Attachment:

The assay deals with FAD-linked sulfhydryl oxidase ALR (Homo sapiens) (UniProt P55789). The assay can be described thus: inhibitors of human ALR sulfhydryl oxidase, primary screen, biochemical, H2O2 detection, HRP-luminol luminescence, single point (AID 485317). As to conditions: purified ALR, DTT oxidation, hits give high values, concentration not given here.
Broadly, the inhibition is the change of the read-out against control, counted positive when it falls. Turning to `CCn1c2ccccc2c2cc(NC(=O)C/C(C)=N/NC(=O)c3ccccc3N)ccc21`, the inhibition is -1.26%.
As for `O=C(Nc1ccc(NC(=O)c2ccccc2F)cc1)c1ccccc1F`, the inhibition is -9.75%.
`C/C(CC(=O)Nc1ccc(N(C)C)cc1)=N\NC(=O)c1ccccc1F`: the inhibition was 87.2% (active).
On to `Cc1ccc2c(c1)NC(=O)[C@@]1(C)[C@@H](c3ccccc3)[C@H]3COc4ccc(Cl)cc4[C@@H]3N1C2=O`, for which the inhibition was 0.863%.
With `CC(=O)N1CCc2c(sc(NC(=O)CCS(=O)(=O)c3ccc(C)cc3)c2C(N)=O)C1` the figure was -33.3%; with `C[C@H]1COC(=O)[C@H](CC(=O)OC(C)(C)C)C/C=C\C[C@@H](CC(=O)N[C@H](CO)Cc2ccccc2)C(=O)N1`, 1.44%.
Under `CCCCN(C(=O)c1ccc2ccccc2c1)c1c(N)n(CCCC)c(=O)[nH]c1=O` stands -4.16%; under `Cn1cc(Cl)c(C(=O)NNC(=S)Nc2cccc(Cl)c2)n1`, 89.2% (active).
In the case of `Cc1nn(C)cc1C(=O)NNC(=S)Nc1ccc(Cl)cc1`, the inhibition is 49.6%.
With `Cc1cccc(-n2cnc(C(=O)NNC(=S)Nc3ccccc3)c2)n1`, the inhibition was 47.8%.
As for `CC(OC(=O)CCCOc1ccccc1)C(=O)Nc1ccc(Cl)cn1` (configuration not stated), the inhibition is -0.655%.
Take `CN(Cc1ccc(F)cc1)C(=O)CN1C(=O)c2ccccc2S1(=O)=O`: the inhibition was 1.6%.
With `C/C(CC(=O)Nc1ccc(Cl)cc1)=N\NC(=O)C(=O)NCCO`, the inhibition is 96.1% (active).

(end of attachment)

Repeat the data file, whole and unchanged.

The assay deals with FAD-linked sulfhydryl oxidase ALR (Homo sapiens) (UniProt P55789). The assay can be described thus: inhibitors of human ALR sulfhydryl oxidase, primary screen, biochemical, H2O2 detection, HRP-luminol luminescence, single point (AID 485317). As to conditions: purified ALR, DTT oxidation, hits give high values, concentration not given here.
Broadly, the inhibition is the change of the read-out against control, counted positive when it falls. Turning to `CCn1c2ccccc2c2cc(NC(=O)C/C(C)=N/NC(=O)c3ccccc3N)ccc21`, the inhibition is -1.26%.
As for `O=C(Nc1ccc(NC(=O)c2ccccc2F)cc1)c1ccccc1F`, the inhibition is -9.75%.
`C/C(CC(=O)Nc1ccc(N(C)C)cc1)=N\NC(=O)c1ccccc1F`: the inhibition was 87.2% (active).
On to `Cc1ccc2c(c1)NC(=O)[C@@]1(C)[C@@H](c3ccccc3)[C@H]3COc4ccc(Cl)cc4[C@@H]3N1C2=O`, for which the inhibition was 0.863%.
With `CC(=O)N1CCc2c(sc(NC(=O)CCS(=O)(=O)c3ccc(C)cc3)c2C(N)=O)C1` the figure was -33.3%; with `C[C@H]1COC(=O)[C@H](CC(=O)OC(C)(C)C)C/C=C\C[C@@H](CC(=O)N[C@H](CO)Cc2ccccc2)C(=O)N1`, 1.44%.
Under `CCCCN(C(=O)c1ccc2ccccc2c1)c1c(N)n(CCCC)c(=O)[nH]c1=O` stands -4.16%; under `Cn1cc(Cl)c(C(=O)NNC(=S)Nc2cccc(Cl)c2)n1`, 89.2% (active).
In the case of `Cc1nn(C)cc1C(=O)NNC(=S)Nc1ccc(Cl)cc1`, the inhibition is 49.6%.
With `Cc1cccc(-n2cnc(C(=O)NNC(=S)Nc3ccccc3)c2)n1`, the inhibition was 47.8%.
As for `CC(OC(=O)CCCOc1ccccc1)C(=O)Nc1ccc(Cl)cn1` (configuration not stated), the inhibition is -0.655%.
Take `CN(Cc1ccc(F)cc1)C(=O)CN1C(=O)c2ccccc2S1(=O)=O`: the inhibition was 1.6%.
With `C/C(CC(=O)Nc1ccc(Cl)cc1)=N\NC(=O)C(=O)NCCO`, the inhibition is 96.1% (active).